WellesleyWeston Magazine

SUMMER 2018

Launched in 2005, WellesleyWeston Magazine is a quarterly publication tailored to Wellesley and Weston residents and edited to enrich the experience of living in two of Massachusetts' most desirable communities.

Issue link: https://wellesleywestonmagazine.epubxp.com/i/978308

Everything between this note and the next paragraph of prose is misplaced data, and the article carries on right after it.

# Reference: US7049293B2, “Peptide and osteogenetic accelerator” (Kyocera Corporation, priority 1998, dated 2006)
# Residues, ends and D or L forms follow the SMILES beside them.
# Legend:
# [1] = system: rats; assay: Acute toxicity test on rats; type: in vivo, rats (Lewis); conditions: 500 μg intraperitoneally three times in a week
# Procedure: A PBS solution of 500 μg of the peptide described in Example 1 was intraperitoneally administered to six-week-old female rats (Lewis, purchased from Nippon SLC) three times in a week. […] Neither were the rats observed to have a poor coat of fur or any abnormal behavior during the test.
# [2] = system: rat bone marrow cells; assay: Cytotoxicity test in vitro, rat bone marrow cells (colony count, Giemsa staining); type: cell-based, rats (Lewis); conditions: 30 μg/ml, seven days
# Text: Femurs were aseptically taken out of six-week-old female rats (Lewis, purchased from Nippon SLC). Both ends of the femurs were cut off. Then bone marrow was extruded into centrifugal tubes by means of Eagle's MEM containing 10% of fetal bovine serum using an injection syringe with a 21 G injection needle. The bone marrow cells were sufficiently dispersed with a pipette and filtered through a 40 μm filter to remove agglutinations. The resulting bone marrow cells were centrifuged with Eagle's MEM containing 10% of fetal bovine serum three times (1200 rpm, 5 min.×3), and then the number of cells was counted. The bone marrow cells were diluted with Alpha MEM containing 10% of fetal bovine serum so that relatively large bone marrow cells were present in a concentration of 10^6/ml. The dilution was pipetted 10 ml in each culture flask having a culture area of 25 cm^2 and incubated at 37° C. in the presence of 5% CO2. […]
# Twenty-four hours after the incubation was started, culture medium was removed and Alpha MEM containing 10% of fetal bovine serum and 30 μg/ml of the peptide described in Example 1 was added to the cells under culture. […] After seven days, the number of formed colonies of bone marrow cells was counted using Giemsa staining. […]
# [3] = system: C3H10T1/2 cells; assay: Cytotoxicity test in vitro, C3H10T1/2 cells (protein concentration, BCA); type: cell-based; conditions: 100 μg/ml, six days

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through in another city?" says S., a Wellesley resident who asked to remain anonymous in order to protect her son's privacy. Add college debt and the triple whammy of first and last month's rent plus security deposit required by some local landlords, and prepare to watch the per- fect launch plan fizzle. Instead of handwringing over a delayed send-off, many parents see these periods as stolen time with a son or daughter who may never live at home again. "We knew it wasn't forever," says E., a Weston parent who also requested anonymity. All three of her children came home for extended periods post-college. "We thought it was a treat to have them home as functioning adults, and we could appreciate who our kids were," she said. Many kids return the compliment. "I felt very supported by my parents because I took the first job I was offered, and it was nice to be home to take some time to see if the job was a fit for me," says Michelle Mannheim. In addition to some breathing space, the other obvious upside to an extended homestay is the chance to save money. "I had a plan to live at home for one year in order to pay for grad school," says Wellesley resi- dent, Bill Pedersen. Michelle was able to finance her entire business school tuition through savings. Geltman warns, though, that while this ADVICE FROM THE EXPERTS Here are some tips from Christina Newberry and Joani Geltman to help parents and their adult children navigate an extended stay at home. n PLAN IN ADVANCE. Start from a place of under- standing, but don't assume everything will go smoothly. Parents need to acknowledge that coming home is difficult, but it's important to review past behaviors and discuss how the living situation will be different going forward. n DISCUSS EXPECTATIONS. Have a clear conversa- tion with your adult child and put it in writing. Establish a contract that outlines the length of stay at home, contributions to the household, whether a boyfriend or girlfriend can spend the night, or any other ground rules that need discussing. n INSIST ON A COOPERATIVE HOUSEHOLD. Parents should not take on too many household chores like doing laundry or making lunches. n CONTRIBUTE TO HOUSEHOLD FINANCES. There should be some "remuneration" for extended time at home. Adults have monthly bills and should work with their children on getting used to that model. It can offset increased costs to the household, and it's good for a child's self-esteem. If the child is generating no income, he or she can do chores that would otherwise cost their parents money, like painting or cleaning the gutters. Everyday chores should be a given and not count toward rent. n COMMUNICATE. Everyone needs to be open and honest about what they need to make the situation work. Regular check-ins help make sure that those needs are being met. n GET A JOB. If grown children are looking for a full-time job, after a certain amount of time, those children should get a part-time job — no one should be loafing around. n SET GOALS. Ask your job-seeking child for a weekly accounting of what was accomplished toward reaching his or her goal. How many calls were made? How many resumes sent? How many meetings were held? C A R T O O N S T O C K . C O M 108 W e l l e s l e y W e s t o n M a g a z i n e | s u m m e r 2 0 1 8 They're Back!

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